Findings: In the glasshouse study, SCs had higher means compared to checks for all traits measured, except for leaf area under both DS and WW conditions. Under drought stress, the total dry weight of SCs was 25% greater than that of the checks, whereas under WW conditions, hybrid checks had 1.3% higher total dry weight than the SCs. Generally, there was little difference in grain yield between SCs and checks in the field study. Hybrid checks yielded 1% higher than the SCs, suggesting that the SCs can yield as high as the commercial varieties. The highest and lowest yielding SCs had 8.2 t/ha and 5.3t/ha respectively.

Recommendations: Considering the availability of drought tolerant inbred lines and promising single crosses, three way hybrids and synthetic varieties should be developed for the benefit of marginalised communities in the EC, including their livestock. Such varieties would have to undergo multi-locational trials in different agro-ecologies of the EC in order to ascertain their performance.

3.CONSTRAINTS TO INCREASED MAIZE PRODUCTIVITY IN THE EASTERN CAPE PROVINCE, SOUTH AFRICA.
Authored by: V. G. P. Chimonyo, C. Mutengwa and C. Chiduza (2012). Corresponding author: vgpchimonyo@yahoo.co.uk

 

Introduction: The need to increase self sufficiency of rural maize farming systems has been a centre of focus for many programs aimed at rural development and improved livelihoods. However, numerous biotic, abiotic and socio-economic factors affect maize productivity by resource-poor farmers in the Eastern Cape (EC), which is one of the poorest Provinces in South Africa.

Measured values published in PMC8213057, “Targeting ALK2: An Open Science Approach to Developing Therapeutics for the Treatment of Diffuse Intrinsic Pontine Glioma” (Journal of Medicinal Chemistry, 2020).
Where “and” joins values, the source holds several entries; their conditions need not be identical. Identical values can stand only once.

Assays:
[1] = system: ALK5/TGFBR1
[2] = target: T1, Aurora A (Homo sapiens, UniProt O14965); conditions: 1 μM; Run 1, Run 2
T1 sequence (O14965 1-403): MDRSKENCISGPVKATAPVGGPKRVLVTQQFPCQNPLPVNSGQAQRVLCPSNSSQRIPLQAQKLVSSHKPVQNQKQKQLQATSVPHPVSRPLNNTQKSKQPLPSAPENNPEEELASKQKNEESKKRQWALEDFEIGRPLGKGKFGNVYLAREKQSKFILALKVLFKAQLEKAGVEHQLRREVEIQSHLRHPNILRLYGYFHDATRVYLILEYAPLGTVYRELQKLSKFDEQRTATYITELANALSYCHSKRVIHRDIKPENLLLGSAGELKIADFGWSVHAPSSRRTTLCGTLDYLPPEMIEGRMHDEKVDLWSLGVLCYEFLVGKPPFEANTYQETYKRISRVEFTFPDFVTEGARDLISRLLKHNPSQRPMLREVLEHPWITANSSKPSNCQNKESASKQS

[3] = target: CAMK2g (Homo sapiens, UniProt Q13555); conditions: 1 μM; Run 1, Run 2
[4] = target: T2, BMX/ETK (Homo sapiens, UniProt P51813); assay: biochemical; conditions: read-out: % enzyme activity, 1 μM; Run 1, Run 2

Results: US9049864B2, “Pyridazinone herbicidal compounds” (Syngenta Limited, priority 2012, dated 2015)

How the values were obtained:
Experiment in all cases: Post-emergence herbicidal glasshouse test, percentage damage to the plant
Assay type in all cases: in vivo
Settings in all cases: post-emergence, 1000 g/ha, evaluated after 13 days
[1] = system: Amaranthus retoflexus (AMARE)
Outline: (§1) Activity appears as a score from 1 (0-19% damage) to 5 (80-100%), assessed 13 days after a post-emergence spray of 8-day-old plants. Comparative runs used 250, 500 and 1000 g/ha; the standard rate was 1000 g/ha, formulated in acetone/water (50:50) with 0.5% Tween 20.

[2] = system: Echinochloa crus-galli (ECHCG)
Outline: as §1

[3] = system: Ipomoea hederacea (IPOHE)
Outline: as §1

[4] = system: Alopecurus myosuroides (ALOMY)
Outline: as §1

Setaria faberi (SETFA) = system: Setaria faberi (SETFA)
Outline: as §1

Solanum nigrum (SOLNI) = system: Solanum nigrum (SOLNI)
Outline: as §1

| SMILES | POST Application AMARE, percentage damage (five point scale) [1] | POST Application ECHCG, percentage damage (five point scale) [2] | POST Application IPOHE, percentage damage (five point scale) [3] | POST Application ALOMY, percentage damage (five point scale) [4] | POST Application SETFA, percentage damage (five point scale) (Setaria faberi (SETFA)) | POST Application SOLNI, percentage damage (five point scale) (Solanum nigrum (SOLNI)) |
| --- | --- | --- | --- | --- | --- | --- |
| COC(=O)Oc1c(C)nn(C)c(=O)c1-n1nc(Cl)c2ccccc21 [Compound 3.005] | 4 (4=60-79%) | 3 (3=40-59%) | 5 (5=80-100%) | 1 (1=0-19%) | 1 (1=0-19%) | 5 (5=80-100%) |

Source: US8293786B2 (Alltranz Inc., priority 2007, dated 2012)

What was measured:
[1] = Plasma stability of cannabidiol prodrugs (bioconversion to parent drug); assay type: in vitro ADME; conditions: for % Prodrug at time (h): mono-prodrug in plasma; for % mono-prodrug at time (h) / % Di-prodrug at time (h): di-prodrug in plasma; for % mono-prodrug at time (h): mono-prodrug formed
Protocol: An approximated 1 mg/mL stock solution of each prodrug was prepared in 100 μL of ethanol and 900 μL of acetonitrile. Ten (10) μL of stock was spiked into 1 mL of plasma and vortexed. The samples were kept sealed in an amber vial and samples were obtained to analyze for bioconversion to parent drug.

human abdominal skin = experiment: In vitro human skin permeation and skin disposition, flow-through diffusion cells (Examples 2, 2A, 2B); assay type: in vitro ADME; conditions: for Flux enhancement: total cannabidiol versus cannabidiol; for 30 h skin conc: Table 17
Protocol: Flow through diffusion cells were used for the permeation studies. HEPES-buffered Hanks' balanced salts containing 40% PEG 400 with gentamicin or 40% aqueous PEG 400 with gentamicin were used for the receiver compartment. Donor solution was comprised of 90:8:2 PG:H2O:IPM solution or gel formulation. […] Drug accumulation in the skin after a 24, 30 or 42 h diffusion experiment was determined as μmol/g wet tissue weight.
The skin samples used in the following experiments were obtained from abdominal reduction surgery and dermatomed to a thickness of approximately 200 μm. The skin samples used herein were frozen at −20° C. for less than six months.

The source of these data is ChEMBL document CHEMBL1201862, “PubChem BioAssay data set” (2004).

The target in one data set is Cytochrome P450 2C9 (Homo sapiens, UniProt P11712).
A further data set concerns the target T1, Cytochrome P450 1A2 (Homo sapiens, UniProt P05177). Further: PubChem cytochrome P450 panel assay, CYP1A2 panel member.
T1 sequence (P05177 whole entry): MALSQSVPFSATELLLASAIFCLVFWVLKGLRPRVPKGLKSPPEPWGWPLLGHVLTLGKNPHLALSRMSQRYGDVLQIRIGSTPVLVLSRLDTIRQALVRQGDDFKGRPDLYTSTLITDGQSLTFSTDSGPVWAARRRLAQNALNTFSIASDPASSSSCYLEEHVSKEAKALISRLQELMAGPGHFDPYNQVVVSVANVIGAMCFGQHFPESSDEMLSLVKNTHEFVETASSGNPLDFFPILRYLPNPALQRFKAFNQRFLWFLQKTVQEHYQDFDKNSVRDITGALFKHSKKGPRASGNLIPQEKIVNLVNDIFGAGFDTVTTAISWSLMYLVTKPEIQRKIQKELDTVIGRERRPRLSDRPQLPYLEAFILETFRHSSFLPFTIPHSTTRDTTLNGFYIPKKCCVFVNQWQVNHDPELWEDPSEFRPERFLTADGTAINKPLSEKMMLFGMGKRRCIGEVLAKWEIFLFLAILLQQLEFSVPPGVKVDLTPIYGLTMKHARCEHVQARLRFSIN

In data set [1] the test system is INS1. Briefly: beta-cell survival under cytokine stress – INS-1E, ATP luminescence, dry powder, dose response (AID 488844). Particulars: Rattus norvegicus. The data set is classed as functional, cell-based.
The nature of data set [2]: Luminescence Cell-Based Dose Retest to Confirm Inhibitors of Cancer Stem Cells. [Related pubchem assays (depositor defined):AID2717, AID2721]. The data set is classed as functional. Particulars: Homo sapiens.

Methodology: Focus group discussions and semi-structured questionnaires were used to identify farmer characteristics and production constraints influencing maize productivity in Jixini and Mkhwezo villages of O. R. Tambo District in the EC Province.

Findings: Elderly farmers, who relied heavily on old age pensions, dominated the farming community. Most farmers grew local landraces mainly because they were palatable, drought tolerant and had more than one use. Single (usually divorced or deceased) farmers, who were also the youngest, were the least productive farmer group due to shortages of labour, use of low yielding landrace varieties and inadequate fertilizer use. The main production constraints faced by farmers, in order of importance, were pests and diseases, drought, climate change, and lack of fencing. Increasing the involvement of youths in agricultural activities could improve maize productivity.

Recommendations: Maize breeding programs should solicit information on farmer preferred traits and incorporate these into new varieties so as to enhance their desirability and adoption. On the other hand, the recommendation of varieties should be guided by the most common constraints affecting maize productivity in a specific location rather than variety availability.